02/21/2014 05:48 EST | Updated 04/23/2014 05:59 EDT

When to Start Saving for Retirement

It's that time of year again when Canadian investors get a "friendly reminder" from their financial institutions that the RRSP deadline for the 2013 tax year is approaching (it's March 3, 2014 -- in case that email landed in your spam folder). Because saving for retirement is the responsible thing to do and paying less tax (RRSP contributions are deductible) always sounds great, you wouldn't be blamed for thinking that topping up your RRSP is a no-brainer. But is it? And is getting an investment loan a "good debt" to acquire in order to get it done? Here are some things to consider and speak about with your financial adviser:

Do you have the funds right now?

Ideally, you have the money already saved up and earmarked for retirement savings. If you do have money that you can safely and comfortably part with, the decision to top up your RRSPs is a little easier (although there are other factors to consider - more on that below). If you don't, you'll pay extra to borrow the money.

Should you get an investment loan?

While RRSP loans are hotly promoted and fat tax refunds are tempting, it's my opinion that you should never be casual about acquiring any debt. Debts cost you money, period. If you decide a loan is the way to go, shop around (terms and interest rates vary, so look for the best deal) and make it a priority to pay off the RRSP loan as soon as possible - the most obvious way to do that is with your tax refund. Here's another popular strategy to consider: work out your taxes ahead of time and determine the refund you're likely to get. Presuming you have contribution room, get an RRSP loan in the amount of your expected refund and top your contribution up with it. Immediately pay the loan off with your refund, thus paying the least amount of interest possible.

The best idea is to make monthly payments and avoid the loan altogether. If you 'pay your RRSP first' and automatically debit your account, you won't miss the money and it will have a whole year to accumulate and grow.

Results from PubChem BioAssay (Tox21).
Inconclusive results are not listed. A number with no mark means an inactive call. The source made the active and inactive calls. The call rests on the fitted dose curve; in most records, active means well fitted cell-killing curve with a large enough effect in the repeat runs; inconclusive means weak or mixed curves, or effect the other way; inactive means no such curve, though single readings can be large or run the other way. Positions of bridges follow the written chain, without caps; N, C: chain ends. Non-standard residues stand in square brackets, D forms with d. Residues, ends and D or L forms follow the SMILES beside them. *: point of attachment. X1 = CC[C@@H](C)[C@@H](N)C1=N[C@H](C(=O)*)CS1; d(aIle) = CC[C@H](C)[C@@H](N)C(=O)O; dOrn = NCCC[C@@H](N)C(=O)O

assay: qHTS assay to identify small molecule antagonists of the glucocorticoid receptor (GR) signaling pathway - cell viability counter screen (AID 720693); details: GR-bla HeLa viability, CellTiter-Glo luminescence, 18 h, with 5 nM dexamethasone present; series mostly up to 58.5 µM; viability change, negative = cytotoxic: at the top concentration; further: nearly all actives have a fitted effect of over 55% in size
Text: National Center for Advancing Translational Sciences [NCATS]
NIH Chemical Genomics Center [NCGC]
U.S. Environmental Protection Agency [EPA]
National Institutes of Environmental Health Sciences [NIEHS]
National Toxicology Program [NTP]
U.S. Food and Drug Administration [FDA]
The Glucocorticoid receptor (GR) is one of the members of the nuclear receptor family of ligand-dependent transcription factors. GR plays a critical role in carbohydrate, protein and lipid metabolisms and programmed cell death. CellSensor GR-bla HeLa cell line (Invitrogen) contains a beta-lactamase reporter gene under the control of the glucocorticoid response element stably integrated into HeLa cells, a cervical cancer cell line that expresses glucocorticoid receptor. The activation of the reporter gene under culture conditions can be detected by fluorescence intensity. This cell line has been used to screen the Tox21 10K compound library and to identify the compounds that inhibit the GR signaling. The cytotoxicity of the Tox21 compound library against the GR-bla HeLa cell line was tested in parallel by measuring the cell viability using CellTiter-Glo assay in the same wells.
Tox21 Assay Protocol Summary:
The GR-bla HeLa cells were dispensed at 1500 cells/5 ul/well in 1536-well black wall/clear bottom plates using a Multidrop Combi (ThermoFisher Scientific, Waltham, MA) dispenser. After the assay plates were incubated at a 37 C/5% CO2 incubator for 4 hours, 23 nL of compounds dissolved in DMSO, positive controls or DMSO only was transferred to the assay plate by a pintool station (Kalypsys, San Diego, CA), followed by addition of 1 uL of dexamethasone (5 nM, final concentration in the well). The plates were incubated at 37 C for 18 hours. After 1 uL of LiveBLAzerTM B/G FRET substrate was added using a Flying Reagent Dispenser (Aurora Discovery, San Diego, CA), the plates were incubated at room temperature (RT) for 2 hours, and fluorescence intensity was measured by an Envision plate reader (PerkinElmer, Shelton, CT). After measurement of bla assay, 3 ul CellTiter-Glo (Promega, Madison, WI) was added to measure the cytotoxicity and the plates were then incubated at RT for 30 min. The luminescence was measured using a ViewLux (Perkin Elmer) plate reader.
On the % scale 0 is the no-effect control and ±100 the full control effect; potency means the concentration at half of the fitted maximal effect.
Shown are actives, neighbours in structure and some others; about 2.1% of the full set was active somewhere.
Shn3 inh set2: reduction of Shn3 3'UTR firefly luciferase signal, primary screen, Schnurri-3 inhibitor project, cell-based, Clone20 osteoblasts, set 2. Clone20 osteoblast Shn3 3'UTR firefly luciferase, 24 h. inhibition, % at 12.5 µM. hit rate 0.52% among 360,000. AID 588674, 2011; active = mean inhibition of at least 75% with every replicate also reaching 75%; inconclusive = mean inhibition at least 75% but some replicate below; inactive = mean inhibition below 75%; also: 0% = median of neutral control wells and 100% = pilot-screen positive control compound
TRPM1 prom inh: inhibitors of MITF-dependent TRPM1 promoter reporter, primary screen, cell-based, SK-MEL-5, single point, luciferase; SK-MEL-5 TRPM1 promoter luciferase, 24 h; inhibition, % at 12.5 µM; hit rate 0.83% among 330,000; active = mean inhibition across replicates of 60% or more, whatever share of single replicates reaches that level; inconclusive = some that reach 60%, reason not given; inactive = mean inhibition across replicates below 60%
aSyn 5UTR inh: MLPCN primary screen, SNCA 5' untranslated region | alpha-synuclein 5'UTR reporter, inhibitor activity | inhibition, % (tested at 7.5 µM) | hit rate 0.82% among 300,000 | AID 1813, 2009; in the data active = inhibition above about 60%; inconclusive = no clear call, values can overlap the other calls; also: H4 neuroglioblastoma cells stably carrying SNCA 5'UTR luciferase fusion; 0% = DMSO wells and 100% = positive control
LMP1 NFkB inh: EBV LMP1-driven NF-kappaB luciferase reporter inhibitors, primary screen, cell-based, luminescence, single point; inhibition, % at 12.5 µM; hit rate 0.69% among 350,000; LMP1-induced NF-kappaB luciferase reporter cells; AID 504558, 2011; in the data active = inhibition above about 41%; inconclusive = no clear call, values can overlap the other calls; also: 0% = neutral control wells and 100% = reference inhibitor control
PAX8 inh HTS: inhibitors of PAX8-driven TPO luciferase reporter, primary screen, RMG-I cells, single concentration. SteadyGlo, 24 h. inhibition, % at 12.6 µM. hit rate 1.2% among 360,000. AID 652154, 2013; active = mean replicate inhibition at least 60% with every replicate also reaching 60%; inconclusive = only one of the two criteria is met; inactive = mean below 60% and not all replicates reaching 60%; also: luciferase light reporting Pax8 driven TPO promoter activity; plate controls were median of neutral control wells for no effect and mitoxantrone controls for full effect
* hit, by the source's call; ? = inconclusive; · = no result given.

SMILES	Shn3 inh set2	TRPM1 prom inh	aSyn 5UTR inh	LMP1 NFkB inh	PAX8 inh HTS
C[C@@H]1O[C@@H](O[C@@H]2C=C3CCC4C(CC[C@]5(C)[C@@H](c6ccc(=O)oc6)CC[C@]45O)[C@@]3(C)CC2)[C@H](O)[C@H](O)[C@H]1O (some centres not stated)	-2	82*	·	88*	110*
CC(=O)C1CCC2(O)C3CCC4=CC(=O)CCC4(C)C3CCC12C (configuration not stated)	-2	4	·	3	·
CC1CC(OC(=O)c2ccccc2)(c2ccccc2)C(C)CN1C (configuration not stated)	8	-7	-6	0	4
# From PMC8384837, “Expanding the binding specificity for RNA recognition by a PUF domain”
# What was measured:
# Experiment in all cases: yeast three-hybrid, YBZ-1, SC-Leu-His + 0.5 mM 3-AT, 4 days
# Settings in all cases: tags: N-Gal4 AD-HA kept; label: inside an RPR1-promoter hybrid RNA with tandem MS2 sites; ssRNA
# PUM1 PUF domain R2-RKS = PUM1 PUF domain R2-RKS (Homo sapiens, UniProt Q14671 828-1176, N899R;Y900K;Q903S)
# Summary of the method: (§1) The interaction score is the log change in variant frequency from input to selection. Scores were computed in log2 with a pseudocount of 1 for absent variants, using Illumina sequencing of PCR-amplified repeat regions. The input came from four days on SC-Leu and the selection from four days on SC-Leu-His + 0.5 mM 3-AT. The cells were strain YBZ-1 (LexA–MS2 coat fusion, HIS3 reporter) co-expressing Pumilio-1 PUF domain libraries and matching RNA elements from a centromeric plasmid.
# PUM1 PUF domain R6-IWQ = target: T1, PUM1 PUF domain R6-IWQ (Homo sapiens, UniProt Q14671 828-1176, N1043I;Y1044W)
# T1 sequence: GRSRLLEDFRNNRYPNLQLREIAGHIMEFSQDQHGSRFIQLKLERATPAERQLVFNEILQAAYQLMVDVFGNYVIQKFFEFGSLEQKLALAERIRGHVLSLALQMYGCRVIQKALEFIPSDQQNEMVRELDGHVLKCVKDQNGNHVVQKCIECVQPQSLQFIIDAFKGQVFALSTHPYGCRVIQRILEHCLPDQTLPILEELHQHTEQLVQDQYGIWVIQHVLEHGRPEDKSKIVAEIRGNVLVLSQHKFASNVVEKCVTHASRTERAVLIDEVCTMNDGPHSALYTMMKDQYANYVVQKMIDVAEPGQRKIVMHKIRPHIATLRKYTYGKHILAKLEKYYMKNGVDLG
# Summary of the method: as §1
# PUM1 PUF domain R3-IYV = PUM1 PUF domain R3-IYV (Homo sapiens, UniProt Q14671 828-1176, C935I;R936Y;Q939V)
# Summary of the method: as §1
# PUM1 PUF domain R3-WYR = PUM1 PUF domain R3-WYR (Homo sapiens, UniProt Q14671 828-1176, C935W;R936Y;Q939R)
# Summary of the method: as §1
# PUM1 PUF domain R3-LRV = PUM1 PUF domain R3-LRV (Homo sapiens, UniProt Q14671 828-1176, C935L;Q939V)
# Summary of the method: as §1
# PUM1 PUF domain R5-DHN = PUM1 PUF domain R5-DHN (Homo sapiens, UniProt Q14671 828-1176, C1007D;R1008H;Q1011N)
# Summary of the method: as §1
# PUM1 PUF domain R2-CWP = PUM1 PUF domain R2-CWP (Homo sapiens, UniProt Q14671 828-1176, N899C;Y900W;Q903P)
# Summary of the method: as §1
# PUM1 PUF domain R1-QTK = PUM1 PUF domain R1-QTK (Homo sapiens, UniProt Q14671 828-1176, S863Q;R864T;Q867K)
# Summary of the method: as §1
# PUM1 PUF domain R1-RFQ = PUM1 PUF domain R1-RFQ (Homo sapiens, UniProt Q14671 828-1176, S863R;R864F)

Do you have any debts or future expenses to consider?

Sometimes it's better to pay off a debt now (especially those with high interest rates) than to save for the future. Investor Education Fund has a free online pay down debt or invest calculator; try it out and see if the projected investment return is worth the interest you'd have to pay on your debt. If you have large upcoming expenses (like a move, renovation or car purchase), are you willing to take on the stress of being cash poor in exchange for a beefier RRSP contribution?

Are RRSPs the best options?

Just because it's RRSP season, doesn't mean RRSPs are the only kinds of investments you can consider right now. Tax Free Savings Accounts (TFSAs), for example, offer tax-free savings - you won't be taxed on the money when you take it out, like you would with an RRSP. If you think your income might not drop in retirement, this may be a better option for you.

In short, there's no straight answer of whether lump-sum RRSP contributions are "right" or "wrong" - it depends on your situation. Some additional advice: if you wish you had contributed to RRSPs this year and you don't like the idea of getting a loan, start manageable monthly, automatic contributions now, for next year. This relieves the pressure to scramble money together each time "RRSP season" comes around.

To learn more about what might be best for you, visit or speak with a professional.


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